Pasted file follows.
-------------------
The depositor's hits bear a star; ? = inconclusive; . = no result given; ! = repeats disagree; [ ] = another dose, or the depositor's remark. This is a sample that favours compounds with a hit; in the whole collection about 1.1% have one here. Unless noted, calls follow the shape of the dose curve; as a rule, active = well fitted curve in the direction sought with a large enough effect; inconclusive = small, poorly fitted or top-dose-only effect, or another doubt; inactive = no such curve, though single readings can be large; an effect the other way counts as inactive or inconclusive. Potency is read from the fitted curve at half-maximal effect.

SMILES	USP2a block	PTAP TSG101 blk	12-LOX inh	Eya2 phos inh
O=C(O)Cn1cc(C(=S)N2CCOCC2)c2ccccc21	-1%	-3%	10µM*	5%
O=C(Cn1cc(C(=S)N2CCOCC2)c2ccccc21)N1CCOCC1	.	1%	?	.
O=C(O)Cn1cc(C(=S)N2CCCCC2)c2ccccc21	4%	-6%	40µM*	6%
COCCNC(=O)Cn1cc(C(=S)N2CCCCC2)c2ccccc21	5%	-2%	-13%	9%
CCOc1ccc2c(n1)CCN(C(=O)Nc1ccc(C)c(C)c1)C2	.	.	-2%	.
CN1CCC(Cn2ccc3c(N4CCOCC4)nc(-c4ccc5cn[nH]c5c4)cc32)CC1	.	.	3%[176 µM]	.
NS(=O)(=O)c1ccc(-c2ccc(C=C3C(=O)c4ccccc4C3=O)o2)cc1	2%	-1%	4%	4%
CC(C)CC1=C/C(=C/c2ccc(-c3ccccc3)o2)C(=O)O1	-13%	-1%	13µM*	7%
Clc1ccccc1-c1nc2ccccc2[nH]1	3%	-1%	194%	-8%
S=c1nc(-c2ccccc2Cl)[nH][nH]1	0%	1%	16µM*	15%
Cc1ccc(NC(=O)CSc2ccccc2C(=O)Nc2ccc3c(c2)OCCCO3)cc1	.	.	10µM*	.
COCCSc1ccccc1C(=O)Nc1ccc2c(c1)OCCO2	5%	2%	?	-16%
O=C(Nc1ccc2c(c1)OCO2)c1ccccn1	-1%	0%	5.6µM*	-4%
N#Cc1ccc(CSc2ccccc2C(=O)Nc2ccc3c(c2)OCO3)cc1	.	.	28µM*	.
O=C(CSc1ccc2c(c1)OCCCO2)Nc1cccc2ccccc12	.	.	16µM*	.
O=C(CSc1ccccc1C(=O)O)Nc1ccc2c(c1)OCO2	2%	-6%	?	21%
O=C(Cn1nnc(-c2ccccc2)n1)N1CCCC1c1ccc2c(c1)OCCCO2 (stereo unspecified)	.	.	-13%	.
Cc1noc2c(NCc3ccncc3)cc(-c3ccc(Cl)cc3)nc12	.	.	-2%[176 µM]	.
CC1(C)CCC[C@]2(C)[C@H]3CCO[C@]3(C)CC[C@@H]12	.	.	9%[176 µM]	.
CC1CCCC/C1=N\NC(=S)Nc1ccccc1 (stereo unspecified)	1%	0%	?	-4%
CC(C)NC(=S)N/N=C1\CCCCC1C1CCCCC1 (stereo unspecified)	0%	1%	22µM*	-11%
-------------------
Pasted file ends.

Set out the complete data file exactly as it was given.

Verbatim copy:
The depositor's hits bear a star; ? = inconclusive; . = no result given; ! = repeats disagree; [ ] = another dose, or the depositor's remark. This is a sample that favours compounds with a hit; in the whole collection about 1.1% have one here. Unless noted, calls follow the shape of the dose curve; as a rule, active = well fitted curve in the direction sought with a large enough effect; inconclusive = small, poorly fitted or top-dose-only effect, or another doubt; inactive = no such curve, though single readings can be large; an effect the other way counts as inactive or inconclusive. Potency is read from the fitted curve at half-maximal effect.

SMILES	USP2a block	PTAP TSG101 blk	12-LOX inh	Eya2 phos inh
O=C(O)Cn1cc(C(=S)N2CCOCC2)c2ccccc21	-1%	-3%	10µM*	5%
O=C(Cn1cc(C(=S)N2CCOCC2)c2ccccc21)N1CCOCC1	.	1%	?	.
O=C(O)Cn1cc(C(=S)N2CCCCC2)c2ccccc21	4%	-6%	40µM*	6%
COCCNC(=O)Cn1cc(C(=S)N2CCCCC2)c2ccccc21	5%	-2%	-13%	9%
CCOc1ccc2c(n1)CCN(C(=O)Nc1ccc(C)c(C)c1)C2	.	.	-2%	.
CN1CCC(Cn2ccc3c(N4CCOCC4)nc(-c4ccc5cn[nH]c5c4)cc32)CC1	.	.	3%[176 µM]	.
NS(=O)(=O)c1ccc(-c2ccc(C=C3C(=O)c4ccccc4C3=O)o2)cc1	2%	-1%	4%	4%
CC(C)CC1=C/C(=C/c2ccc(-c3ccccc3)o2)C(=O)O1	-13%	-1%	13µM*	7%
Clc1ccccc1-c1nc2ccccc2[nH]1	3%	-1%	194%	-8%
S=c1nc(-c2ccccc2Cl)[nH][nH]1	0%	1%	16µM*	15%
Cc1ccc(NC(=O)CSc2ccccc2C(=O)Nc2ccc3c(c2)OCCCO3)cc1	.	.	10µM*	.
COCCSc1ccccc1C(=O)Nc1ccc2c(c1)OCCO2	5%	2%	?	-16%
O=C(Nc1ccc2c(c1)OCO2)c1ccccn1	-1%	0%	5.6µM*	-4%
N#Cc1ccc(CSc2ccccc2C(=O)Nc2ccc3c(c2)OCO3)cc1	.	.	28µM*	.
O=C(CSc1ccc2c(c1)OCCCO2)Nc1cccc2ccccc12	.	.	16µM*	.
O=C(CSc1ccccc1C(=O)O)Nc1ccc2c(c1)OCO2	2%	-6%	?	21%
O=C(Cn1nnc(-c2ccccc2)n1)N1CCCC1c1ccc2c(c1)OCCCO2 (stereo unspecified)	.	.	-13%	.
Cc1noc2c(NCc3ccncc3)cc(-c3ccc(Cl)cc3)nc12	.	.	-2%[176 µM]	.
CC1(C)CCC[C@]2(C)[C@H]3CCO[C@]3(C)CC[C@@H]12	.	.	9%[176 µM]	.
CC1CCCC/C1=N\NC(=S)Nc1ccccc1 (stereo unspecified)	1%	0%	?	-4%
CC(C)NC(=S)N/N=C1\CCCCC1C1CCCCC1 (stereo unspecified)	0%	1%	22µM*	-11%